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MailTribune.com
  • ACTION ON TAXES,FEES STILL TO COME

    Ashland council lifts moratorium on medical marijuana dispensaries

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  • A moratorium on medical marijuana dispensaries in Ashland was lifted by the City Council Tuesday night, while regulations on their operation, location and taxation were approved.
    Councilors enacted the moratorium in April to allow time to work out the regulations.
    The ordinances regarding operation of dispensaries and taxes will take effect Sept. 4, while the lifting of the moratorium takes effect immediately.
    “A dispensary could open up in the city between now and when the other ordinances take effect,” City Administrator Dave Kanner said. “However, the ordinances are retroactive, so they would need to be in compliance with the ordinances by Sept. 4.”
    Two dispensaries in Ashland, one on Williamson Way and another on Clear Creek Drive, have been issued provisional licenses by the state to open. The operator of the Williamson Way dispensary declined on Wednesday to comment on the lifting of the moratorium. Attempts to reach the operator of a proposed dispensary on Clear Creek Drive were unsuccessful.
    The ordinance outlines the process of obtaining a dispensary permit from the city, which is required in addition to a city business license. Permits must be renewed annually. Fees will be determined at a later date by a council resolution.
    Dispensaries cannot manufacture or produce any extracts, oils, resins or other marijuana derivatives on-site, and open flame cannot be used in preparation of any products. In addition, marijuana and tobacco products cannot be smoked or consumed on the premises of a dispensary.
    Dispensary operating hours are restricted. They may not open earlier than 9 a.m. or remain open later than 7 p.m.
    “Those are the operating hours of the pharmacy at Bi-Mart,” Councilor Pam Marsh said. “I think, at least hours-wise, we should treat dispensaries like a pharmacy.”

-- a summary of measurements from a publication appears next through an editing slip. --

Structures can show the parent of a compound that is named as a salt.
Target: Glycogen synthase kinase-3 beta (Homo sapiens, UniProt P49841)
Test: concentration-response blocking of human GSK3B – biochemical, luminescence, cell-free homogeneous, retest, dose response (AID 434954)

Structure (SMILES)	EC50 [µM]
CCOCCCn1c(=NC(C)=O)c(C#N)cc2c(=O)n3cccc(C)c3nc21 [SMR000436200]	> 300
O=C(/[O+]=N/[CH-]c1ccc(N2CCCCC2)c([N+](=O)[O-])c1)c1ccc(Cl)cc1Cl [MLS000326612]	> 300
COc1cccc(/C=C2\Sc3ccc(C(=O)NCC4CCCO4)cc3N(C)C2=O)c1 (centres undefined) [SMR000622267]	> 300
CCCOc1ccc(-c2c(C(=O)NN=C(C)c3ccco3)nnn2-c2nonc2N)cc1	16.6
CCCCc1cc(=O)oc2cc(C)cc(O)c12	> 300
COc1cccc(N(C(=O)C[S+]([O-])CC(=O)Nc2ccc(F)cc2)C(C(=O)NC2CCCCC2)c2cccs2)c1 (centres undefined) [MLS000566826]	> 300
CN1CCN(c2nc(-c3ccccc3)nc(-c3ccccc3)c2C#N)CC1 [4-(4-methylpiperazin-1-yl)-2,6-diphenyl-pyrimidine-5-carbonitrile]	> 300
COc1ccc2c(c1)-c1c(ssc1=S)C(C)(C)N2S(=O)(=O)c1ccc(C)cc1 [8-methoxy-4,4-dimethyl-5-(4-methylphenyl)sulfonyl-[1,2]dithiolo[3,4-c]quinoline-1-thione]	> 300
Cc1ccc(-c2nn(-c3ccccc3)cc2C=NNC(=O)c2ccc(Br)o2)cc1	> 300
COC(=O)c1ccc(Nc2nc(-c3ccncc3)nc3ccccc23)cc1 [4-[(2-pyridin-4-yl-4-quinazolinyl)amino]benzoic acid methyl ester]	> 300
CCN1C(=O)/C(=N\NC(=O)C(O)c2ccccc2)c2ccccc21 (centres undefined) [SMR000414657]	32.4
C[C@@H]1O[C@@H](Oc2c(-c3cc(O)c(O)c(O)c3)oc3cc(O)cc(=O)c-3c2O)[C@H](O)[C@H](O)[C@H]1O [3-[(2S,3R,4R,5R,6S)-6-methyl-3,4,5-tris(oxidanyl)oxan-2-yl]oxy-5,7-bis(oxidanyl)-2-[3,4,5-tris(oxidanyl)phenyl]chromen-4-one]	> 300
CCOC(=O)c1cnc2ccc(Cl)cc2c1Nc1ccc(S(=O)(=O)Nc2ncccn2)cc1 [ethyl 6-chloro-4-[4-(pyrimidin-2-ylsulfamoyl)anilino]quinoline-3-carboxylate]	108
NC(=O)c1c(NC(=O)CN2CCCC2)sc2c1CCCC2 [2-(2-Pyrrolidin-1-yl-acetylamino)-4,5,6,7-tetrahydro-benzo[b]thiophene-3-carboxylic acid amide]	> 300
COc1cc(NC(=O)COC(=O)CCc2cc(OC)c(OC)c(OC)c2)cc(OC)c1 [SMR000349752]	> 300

Councilor Carol Voisin proposed an amendment to require background checks by the city for operators, financers and employees of dispensaries as a permit condition, in addition to the background checks the state conducts on operators.
    Councilor Dennis Slattery had some opposition to the inclusion of employees in the amendment.
    “We’re a country that forgives,” Slattery said. “I don’t want to exclude someone from work that they may be qualified for.”
    Councilor Greg Lemhouse said he believes this would provide more transparency in regard to dispensary practices.
    “We want to put the community members at the highest level of comfort that these facilities are clean, safe and legitimate,” he said.
    The amendment was adopted.
    Alex Rogers, chief executive officer of Ashland Alternative Health, 180 Clear Creek Dr., said he applauds the council for its decision. Ashland Alternative Health is a clinic that helps qualifying patients acquire medical marijuana cards from the state.
    “Before this, patients had to rely solely on growers and the black market,” Rogers said. “Now they have safe access to their medicine.”
    A medical marijuana dispensary operated from late last year through April at Puff’s Smoke Shop on Ashland Street. It was closed by state order because it was, barely, within 1,000 feet of a school.
    Councilors also passed an ordinance Tuesday that will impose a tax on the sale of marijuana for medical use and, should Oregon voters legalize recreational use in November, for recreational purposes.
    While the original ordinance proposed a tax rate of no more than 5 percent for medical sales and 10 percent for recreational sales, Councilor Rich Rosenthal proposed an amendment, which was approved by the council, to remove those limits from the ordinance and allow the tax rate to be set by council resolution at a later date.
    A motion by Lemhouse to eliminate the tax from medical sales failed, 4-2.
    “If it’s medicine, let’s treat it like medicine,” he said. “I don’t want to tax someone’s medicine.”
    Slattery agreed, saying that, while future councils could change the tax rates, eliminating the medical marijuana tax would make a value statement to future councils that medical marijuana should not be taxed locally.
    The rate decision is now up to future council deliberation.
    Kanner intends to have a tax resolution ready for the council's next meeting on Aug. 19. He said the fees resolution is likely to be ready for the council by its Sept. 2 meeting.
    Reach reporter Ian Hand at 541-776-4464. Follow him on Twitter at www.twitter.com/IanHand_DT.

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